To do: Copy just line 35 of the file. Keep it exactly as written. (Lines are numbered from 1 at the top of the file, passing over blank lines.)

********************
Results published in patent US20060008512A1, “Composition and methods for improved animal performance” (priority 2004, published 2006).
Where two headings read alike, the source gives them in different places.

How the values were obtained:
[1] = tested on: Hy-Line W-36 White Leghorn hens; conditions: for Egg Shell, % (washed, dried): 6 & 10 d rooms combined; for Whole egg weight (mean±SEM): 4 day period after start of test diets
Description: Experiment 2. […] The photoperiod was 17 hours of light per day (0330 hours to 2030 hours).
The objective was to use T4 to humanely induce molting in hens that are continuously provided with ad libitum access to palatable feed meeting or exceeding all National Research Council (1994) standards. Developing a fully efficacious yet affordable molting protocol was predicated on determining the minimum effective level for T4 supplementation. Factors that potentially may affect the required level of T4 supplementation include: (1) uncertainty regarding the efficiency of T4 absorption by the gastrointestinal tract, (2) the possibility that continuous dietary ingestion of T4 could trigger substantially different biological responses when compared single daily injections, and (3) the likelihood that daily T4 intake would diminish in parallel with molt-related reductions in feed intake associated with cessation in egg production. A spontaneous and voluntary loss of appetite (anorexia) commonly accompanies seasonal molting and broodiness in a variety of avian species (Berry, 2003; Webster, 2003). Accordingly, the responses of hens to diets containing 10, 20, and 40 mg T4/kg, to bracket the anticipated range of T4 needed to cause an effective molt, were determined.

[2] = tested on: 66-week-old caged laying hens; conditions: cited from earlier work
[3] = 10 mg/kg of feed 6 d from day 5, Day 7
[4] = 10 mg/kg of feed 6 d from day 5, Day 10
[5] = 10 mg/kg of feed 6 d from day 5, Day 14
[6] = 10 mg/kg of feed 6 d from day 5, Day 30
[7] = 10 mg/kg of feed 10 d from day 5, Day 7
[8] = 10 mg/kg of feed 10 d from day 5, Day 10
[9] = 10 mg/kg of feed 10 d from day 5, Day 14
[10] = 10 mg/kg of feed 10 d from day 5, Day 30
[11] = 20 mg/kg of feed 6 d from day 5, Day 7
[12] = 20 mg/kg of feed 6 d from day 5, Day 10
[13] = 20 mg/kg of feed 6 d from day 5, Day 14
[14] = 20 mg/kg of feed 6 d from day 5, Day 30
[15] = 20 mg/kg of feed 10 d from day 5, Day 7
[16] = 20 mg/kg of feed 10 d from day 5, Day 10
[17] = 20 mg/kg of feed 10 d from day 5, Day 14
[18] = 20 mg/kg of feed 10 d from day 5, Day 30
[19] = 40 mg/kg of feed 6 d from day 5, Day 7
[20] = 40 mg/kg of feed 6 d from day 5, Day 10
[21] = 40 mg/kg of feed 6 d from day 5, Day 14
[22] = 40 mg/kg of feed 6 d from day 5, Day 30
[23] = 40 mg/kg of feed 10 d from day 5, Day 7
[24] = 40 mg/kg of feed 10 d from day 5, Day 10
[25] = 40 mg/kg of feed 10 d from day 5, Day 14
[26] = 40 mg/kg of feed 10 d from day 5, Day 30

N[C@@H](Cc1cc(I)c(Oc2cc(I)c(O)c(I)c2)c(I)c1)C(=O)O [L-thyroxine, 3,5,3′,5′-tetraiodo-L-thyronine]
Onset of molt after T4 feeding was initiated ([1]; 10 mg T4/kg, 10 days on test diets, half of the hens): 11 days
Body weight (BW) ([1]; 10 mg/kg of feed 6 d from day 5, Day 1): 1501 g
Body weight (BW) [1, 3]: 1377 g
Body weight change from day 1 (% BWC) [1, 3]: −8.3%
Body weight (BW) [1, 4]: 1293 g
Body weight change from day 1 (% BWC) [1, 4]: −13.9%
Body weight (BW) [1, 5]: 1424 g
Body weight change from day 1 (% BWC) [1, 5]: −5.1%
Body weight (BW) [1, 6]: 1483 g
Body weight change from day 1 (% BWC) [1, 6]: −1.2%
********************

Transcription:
Body weight (BW) [1, 3]: 1377 g